Konstantin soon left the Immich-Batterieberg Estate (it took another 5 years and the arrival of new investors supported by Gernot Kollmann to bring the Estate back on track) and was on the look out for his own project. In the Mosel, he met Alexandra Künstler (also from Bavaria, but from Franconia!). She had nothing to do with wine either: At the time, she worked in the section for handicapped people at the Kloster Ebernach in nearby Cochem.
In 2005, they were made an “once-in-a-lifetime” offer: To lease a prime parcel with very old un-grafted vines in the Ellergrub from heirs of the Immich-Batterieberg Estate. They did not hesitate one second, took the plunge and set up their own Estate.
There are few instances where the words “start from scratch” find a better meaning. They literally started from nothing. There is no smart money to buy the fanciest equipment and recruit teams of workers and engage into grand marketing. The first vintages were made at the facilities of friend Daniel Vollenweider and they only gradually developed their Estate. Still today, they share the burden in the vineyard, in the cellar and commercially, with the help of some interns and faithful season workers.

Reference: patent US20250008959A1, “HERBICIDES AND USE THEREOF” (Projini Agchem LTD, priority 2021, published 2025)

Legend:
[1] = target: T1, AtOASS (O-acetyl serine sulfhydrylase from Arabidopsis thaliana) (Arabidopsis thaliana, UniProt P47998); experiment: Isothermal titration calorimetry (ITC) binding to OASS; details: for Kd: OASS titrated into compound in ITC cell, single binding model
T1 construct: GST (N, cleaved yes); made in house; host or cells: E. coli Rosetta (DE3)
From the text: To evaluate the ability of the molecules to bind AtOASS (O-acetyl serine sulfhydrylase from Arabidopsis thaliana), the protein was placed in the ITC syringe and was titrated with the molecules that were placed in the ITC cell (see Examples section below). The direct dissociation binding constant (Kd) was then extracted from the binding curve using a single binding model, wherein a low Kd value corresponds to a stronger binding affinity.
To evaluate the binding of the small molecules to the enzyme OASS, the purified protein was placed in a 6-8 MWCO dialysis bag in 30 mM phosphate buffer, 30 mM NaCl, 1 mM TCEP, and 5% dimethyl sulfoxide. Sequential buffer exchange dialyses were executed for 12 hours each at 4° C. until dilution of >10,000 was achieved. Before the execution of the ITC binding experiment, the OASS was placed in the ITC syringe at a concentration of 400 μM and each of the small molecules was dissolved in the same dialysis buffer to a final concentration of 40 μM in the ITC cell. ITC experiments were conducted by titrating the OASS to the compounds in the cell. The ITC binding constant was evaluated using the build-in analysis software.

Right from the start, we have been under the spell of the incredibly high quality of the Weiser-Künstler wines. One of our first wines of the month is their ethereal 2007er Enkircher Ellergrub Riesling Kabinett. We have been bowled over by the incredible purity, presence and finesse of the Weiser-Künstler wines ever since we started Mosel Fine Wines back in 2008.